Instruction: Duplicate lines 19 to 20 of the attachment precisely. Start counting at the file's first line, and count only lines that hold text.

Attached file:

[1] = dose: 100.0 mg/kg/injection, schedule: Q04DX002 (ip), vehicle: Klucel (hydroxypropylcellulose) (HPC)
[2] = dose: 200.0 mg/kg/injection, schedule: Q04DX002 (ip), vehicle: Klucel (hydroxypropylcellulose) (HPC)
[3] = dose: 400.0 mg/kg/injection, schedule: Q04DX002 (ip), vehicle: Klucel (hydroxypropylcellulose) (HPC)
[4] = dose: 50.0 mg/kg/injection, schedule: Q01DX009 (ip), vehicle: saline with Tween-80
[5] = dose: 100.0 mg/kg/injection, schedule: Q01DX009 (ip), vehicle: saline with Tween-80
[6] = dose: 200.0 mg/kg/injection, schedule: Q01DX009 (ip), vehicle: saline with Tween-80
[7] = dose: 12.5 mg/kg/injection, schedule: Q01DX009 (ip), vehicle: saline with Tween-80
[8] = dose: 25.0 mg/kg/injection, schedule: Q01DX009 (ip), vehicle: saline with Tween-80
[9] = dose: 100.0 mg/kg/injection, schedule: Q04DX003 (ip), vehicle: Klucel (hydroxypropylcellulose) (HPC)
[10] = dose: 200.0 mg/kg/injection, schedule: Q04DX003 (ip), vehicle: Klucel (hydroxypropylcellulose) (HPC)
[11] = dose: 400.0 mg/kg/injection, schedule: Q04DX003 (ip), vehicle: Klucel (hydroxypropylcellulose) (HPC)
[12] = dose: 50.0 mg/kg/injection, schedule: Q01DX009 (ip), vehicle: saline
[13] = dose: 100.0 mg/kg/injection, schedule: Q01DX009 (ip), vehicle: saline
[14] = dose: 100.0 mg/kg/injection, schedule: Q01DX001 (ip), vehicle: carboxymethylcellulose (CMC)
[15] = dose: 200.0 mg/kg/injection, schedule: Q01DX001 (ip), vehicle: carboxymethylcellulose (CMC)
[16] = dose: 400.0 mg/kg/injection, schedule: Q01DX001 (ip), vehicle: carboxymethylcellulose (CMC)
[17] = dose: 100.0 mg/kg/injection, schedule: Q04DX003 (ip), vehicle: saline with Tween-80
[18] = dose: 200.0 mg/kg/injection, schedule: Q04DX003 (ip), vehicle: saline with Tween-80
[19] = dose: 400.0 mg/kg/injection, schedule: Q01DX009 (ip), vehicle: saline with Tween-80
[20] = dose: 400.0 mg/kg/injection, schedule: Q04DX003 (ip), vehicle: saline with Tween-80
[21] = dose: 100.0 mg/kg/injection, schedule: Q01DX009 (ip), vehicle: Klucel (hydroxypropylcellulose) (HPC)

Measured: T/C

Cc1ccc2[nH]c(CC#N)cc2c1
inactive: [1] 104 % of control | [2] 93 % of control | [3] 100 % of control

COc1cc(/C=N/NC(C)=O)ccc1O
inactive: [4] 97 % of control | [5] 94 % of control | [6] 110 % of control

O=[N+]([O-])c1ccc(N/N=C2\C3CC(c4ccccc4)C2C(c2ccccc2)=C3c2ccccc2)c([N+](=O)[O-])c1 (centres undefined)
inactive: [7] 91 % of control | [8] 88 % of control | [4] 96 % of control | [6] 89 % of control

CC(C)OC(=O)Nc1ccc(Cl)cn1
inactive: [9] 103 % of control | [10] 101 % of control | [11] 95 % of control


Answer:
[19] = dose: 400.0 mg/kg/injection, schedule: Q01DX009 (ip), vehicle: saline with Tween-80
[20] = dose: 400.0 mg/kg/injection, schedule: Q04DX003 (ip), vehicle: saline with Tween-80